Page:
House: Broken (season premiere)
by Jonathan Toomey, posted Sep 21st 2009 10:03PM
(S06E01/S06E02) "Oh, I'm sorry, is suicide taboo? Gosh, if I've broken a rule on my first day, I will kill myself." - House
This is not the House we know and love - both the show and character. While the lack of any resemblance to the typical medical procedural we're used to might have been a turn off to some, I feel pretty confident in saying that tonight's premiere will likely go down as one of the best episodes of House ever - regardless for how long it runs.
After seeing House check himself into a psychiatric hospital after last year's hallucinations and subsequent break-down, there's been one big question bugging us all and I pointed it out earlier today in my preview - is he or isn't he crazy? While we got our answer, it really doesn't matter because there was a whole lot more at stake than House's mental prowess in "Broken."
So let's get the obvious out of the way - House isn't crazy and the hallucinations of Amber, Kutner, and Cuddy were all a direct result of House's addiction to Vicodin. After seeing him go through what appeared to be a pretty painful bout of withdrawal, the voices in his head went bye-bye too. However, that has nothing to do with the fact that House does have problems aplenty, of which his drug habit was just one.
Fortunately for him, Mayfield's head, Dr. Darryl Nolan (incredible turn by Andre Braugher), knew better and even though House could check himself out anytime he wanted, Nolan made a pretty good point - if House only intended to get clean, then why did he go to psych ward and not a rehab facility? That and he promised to not write a a letter of recommendation should House you know, ever want to be a practicing doctor again. Guess who stayed committed?
Throughout the two hours, we saw House scheme his way through just about every trick in the book. Unfortunately, Nolan knew all the tricks. It was incredibly fun to see House continually outsmarted since it's always been the other way around. He stopped taking his pills? Nolan knew and tested him by subbing in a placebo. House tries to start a riot? Nolan defused it and gave in to House's demands immediately.
The thing that amazed me was that House didn't necessarily give up, but he started conceding more and more to the point where he had no next step other than to actually try to get better. He never gave in like this when David Morse's Det. Tritter was in his way. It seems as though House has more of a connection with Nolan and that aided in his submissiveness.
Once we realized that Nolan was smart enough to anticipate House (like with with sugar pills) it started making you wonder, as a viewer, what was real and what wasn't. I found myself constantly trying to figure how Franka Potente's Lydia could be a plant for Nolan, simply there to try and elicit certain emotions out of the normally emotionless House. She had to be a phony, right, because who would want him?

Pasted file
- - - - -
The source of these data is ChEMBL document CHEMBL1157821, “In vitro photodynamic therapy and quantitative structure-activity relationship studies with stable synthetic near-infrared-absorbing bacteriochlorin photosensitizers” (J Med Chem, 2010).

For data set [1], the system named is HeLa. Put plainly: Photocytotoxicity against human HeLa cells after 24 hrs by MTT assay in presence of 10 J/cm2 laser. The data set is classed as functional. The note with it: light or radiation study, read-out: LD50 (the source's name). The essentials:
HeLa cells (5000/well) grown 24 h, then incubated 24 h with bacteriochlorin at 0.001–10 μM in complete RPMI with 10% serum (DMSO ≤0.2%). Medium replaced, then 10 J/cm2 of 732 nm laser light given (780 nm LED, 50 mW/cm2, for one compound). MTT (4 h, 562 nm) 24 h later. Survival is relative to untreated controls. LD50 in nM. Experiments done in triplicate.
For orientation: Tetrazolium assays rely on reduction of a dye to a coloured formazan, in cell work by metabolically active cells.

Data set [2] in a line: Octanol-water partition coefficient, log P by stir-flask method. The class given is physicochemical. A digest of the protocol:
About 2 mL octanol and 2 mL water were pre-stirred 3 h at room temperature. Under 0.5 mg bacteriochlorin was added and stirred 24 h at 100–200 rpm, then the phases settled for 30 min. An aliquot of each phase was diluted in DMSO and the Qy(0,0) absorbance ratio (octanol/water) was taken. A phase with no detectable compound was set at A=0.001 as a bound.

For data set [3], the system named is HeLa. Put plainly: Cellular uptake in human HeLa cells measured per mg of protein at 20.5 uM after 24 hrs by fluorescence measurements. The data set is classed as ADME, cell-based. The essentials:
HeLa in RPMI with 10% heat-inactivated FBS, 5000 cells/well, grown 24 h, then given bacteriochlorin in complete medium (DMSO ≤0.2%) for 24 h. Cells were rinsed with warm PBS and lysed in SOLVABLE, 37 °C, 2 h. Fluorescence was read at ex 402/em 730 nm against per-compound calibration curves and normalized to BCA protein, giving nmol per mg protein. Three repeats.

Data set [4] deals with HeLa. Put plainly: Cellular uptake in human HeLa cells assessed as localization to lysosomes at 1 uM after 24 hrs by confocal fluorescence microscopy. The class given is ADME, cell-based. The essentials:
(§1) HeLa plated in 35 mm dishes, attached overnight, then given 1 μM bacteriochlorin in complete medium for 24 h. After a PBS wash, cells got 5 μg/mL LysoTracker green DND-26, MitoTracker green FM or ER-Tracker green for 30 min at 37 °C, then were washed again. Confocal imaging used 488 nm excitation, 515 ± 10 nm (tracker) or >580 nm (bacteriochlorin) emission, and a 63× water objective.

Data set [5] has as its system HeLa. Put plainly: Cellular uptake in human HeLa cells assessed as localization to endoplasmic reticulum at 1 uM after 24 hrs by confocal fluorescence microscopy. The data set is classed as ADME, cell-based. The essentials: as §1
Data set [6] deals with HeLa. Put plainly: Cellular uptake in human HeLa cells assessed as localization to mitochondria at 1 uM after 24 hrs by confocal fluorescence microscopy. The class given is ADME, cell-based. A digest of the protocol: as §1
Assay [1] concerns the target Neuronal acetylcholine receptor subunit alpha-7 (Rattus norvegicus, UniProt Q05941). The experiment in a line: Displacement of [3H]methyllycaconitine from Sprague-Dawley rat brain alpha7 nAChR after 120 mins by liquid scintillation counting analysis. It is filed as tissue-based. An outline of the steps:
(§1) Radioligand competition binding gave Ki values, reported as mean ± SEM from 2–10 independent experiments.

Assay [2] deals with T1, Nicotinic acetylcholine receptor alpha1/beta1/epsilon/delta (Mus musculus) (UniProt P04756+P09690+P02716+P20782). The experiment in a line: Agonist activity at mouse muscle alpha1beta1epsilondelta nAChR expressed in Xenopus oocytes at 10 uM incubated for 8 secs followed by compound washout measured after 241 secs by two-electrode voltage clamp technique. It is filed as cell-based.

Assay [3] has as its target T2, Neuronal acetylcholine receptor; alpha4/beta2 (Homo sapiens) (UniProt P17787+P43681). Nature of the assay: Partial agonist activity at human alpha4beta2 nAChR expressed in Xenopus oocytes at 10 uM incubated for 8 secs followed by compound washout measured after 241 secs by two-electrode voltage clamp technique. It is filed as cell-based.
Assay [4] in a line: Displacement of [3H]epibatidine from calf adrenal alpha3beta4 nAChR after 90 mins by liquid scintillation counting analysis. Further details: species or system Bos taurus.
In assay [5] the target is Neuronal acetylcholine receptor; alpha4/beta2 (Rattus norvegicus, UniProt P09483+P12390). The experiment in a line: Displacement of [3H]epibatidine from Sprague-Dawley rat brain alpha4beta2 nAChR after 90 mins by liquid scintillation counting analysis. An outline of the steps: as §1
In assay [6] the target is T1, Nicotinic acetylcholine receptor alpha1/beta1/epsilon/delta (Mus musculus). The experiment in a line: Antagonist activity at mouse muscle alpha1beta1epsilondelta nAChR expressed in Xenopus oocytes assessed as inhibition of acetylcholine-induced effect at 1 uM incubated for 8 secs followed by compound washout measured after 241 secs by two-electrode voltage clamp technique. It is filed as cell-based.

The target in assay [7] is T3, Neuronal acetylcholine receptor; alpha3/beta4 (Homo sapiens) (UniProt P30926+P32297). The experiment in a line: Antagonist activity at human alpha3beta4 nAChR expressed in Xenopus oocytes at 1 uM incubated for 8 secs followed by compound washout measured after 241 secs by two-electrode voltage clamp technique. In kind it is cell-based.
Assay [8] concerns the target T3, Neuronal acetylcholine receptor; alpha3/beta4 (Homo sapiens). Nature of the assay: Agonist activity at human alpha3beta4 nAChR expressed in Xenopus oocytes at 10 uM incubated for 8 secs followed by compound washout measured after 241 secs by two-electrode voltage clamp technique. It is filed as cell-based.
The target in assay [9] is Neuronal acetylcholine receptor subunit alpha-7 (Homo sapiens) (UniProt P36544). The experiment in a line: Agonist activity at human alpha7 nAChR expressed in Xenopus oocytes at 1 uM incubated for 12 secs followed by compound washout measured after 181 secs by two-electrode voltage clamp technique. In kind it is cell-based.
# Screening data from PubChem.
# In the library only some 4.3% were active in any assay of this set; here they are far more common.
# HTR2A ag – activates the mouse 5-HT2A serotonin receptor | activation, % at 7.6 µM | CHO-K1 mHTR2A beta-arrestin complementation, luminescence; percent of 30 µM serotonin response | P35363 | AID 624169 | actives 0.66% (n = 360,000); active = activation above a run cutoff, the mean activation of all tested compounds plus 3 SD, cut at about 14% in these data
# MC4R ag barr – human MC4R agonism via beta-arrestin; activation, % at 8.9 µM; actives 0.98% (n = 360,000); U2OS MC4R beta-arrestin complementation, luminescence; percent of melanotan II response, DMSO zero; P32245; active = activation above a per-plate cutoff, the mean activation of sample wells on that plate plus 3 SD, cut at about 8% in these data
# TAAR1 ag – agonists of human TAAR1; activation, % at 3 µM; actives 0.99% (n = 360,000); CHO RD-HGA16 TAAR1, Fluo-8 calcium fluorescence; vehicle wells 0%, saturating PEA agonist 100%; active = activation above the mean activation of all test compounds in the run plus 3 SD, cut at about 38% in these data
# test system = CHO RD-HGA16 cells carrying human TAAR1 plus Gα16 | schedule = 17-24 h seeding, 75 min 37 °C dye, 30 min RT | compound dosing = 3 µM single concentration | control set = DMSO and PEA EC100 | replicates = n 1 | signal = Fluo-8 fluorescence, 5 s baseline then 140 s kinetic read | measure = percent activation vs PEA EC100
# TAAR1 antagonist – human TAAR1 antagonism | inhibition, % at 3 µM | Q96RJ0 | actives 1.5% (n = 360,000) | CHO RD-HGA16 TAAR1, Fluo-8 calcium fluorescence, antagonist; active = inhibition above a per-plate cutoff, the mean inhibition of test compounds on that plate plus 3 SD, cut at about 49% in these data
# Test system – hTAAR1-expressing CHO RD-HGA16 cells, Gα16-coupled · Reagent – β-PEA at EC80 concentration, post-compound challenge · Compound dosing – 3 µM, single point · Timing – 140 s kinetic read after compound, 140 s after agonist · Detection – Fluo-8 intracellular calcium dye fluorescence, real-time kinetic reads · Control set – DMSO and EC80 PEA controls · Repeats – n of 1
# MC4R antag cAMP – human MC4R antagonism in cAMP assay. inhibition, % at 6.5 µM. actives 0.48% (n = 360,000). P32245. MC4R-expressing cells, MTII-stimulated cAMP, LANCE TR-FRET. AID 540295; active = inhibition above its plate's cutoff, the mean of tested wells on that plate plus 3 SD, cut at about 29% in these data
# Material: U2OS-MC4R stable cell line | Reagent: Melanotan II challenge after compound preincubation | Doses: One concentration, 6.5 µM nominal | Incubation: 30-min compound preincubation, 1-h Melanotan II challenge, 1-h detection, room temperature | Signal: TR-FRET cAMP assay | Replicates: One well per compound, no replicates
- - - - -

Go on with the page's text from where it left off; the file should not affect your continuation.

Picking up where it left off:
Once it was clear that there really was an attraction, it was amazing because we saw all these layers peel off House. The man cried! I mean, c'mon - after all he's seen and done, it finally took nothing more than another human taking an interest in him to bring on the water works. Saying "that's deep" would be the understatement of year when it comes to House.
The turning point - taking Freedom Master to the amusement park only to watch him jump off a parking garage when they left - was truly incredible to watch because for the majority of that arc, it felt case-of-the-week-ish. You thought House had him figured out and Nolan didn't. Of course, it turned out that House did know something was up and it all came together when Freedom Master gave Annie her music box back. However, how much of that was really House's doing? It was much more revealing to see him adhere to Nolan's mandate of "move on" instead of "fix." The solution came when House finally accepted that he was wrong and apologizing was enough.
A few more thoughts on "Broken" --
- Kudos to the supporting cast. Seeing Robert Sean Leonard's Wilson finally get to tell House "no," and mean it, was priceless. Plus Lin-Manuel Miranda (Alvy) and Curtis Armstrong (Richter) were both spectacular as House's fellow patients. Alvy was especially rewarding as we saw him go from looking up to House to resenting him to finally wanting to emulate him and get better.
- One thing that struck me? House is an incredibly intelligent individual, yet so much of Nolan's advice was obvious and all of it was news to House. I can't think of another moment in this series, even when we flashed back to his injury and Stacy (Sela Ward) in season two, when House seemed that vulnerable.
- Token irony? House ended the one true connection that he made, with Lydia, by helping her sister in law and thus allowing Lydia and her family to move. Sad, really. But again, and I'm not sure why I can't shake it, but doesn't it still feel a little set up? Like it was supposed to play out this way?
Now the hard part comes. How does this new and improved House fit in with his old team at his old hospital with his old boss and when he's surrounded by everything that shaped him into his old self? Has House truly kicked the pills? Sure, I say yes. However, even though his hallucinations seem to be gone too, how do we know there isn't still something wrong with him?
Nolan let House into his world when he asked Greg for a consult with his brain-dead father. He let House see him at his weakest. Part of his therapy? Or perhaps a veiled admission that while House may be able to diagnose all the patients he sees, Nolan can't. House isn't the same person anymore thanks to his vacation at Mayfield, but does that mean he's better?
[Watch full episodes and clips of House, as well as other shows, over at SlashControl.]